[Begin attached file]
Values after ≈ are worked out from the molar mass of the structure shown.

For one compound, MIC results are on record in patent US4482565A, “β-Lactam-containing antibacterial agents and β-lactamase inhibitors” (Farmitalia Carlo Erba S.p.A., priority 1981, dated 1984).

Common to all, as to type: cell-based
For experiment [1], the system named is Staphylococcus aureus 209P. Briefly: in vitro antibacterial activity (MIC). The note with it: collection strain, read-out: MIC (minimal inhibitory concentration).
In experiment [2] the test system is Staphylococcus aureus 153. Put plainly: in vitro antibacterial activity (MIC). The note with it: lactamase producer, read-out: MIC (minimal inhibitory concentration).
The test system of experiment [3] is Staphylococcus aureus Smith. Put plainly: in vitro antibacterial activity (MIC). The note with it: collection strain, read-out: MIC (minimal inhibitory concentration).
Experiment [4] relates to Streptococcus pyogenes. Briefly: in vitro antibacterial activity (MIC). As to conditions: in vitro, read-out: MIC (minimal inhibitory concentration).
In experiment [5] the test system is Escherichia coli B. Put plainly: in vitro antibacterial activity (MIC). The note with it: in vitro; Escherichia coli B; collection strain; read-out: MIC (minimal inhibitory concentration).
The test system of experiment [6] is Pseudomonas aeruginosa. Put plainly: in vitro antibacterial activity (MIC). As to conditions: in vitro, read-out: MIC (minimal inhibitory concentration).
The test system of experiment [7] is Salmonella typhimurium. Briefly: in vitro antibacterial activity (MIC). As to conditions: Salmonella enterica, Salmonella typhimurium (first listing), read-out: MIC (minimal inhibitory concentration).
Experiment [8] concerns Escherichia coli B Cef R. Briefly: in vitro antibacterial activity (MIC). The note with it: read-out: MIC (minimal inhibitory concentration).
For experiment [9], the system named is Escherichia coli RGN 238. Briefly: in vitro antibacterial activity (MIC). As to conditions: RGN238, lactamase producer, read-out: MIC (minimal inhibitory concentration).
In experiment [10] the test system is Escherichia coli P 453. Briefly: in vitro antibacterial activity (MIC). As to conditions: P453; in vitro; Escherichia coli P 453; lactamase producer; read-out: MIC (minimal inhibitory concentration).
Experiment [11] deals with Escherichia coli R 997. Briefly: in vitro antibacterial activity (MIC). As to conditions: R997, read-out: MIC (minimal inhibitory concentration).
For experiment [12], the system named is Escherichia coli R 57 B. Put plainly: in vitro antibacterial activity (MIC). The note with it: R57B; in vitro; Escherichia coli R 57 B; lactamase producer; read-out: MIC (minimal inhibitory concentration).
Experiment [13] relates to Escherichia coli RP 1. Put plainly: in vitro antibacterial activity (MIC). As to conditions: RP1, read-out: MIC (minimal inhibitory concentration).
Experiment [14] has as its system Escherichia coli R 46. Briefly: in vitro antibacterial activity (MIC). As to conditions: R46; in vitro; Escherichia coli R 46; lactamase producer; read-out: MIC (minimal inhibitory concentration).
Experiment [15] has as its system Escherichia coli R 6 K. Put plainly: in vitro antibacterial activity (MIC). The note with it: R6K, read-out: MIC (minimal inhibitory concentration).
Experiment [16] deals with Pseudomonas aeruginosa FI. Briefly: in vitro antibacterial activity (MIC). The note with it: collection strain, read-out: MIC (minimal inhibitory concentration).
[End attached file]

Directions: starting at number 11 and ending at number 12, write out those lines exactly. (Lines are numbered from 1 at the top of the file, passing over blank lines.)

Experiment [8] concerns Escherichia coli B Cef R. Briefly: in vitro antibacterial activity (MIC). The note with it: read-out: MIC (minimal inhibitory concentration).
For experiment [9], the system named is Escherichia coli RGN 238. Briefly: in vitro antibacterial activity (MIC). As to conditions: RGN238, lactamase producer, read-out: MIC (minimal inhibitory concentration).